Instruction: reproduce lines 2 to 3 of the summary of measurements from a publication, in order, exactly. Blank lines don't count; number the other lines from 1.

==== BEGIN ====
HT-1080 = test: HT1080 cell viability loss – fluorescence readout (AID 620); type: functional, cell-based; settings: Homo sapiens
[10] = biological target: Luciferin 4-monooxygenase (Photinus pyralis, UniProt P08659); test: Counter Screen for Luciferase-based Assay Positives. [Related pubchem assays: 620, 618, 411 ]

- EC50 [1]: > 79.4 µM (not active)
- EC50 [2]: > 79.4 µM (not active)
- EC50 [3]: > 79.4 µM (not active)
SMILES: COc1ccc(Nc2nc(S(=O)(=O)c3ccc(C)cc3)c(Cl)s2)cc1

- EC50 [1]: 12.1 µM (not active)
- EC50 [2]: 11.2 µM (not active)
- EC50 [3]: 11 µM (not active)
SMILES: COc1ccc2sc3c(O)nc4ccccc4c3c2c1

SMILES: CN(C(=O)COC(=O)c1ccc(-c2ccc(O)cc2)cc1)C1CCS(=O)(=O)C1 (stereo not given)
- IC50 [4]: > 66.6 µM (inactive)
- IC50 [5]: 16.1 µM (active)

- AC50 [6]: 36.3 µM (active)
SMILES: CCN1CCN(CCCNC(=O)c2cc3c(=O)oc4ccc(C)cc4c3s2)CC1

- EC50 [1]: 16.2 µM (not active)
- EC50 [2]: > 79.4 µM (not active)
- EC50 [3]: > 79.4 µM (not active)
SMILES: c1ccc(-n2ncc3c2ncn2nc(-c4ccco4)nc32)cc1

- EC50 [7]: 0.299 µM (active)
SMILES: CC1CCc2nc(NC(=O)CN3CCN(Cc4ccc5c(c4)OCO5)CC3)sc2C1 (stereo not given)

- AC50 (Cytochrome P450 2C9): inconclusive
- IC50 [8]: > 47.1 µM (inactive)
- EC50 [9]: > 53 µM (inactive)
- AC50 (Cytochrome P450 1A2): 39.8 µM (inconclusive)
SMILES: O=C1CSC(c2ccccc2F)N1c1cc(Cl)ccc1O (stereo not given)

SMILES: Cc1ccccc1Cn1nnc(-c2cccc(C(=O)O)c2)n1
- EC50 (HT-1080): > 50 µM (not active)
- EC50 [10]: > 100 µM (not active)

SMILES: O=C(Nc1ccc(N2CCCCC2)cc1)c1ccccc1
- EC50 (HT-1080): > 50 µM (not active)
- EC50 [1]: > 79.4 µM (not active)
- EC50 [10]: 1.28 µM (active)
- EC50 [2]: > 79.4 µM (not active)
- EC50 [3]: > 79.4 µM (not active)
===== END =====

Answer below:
[10] = biological target: Luciferin 4-monooxygenase (Photinus pyralis, UniProt P08659); test: Counter Screen for Luciferase-based Assay Positives. [Related pubchem assays: 620, 618, 411 ]

- EC50 [1]: > 79.4 µM (not active)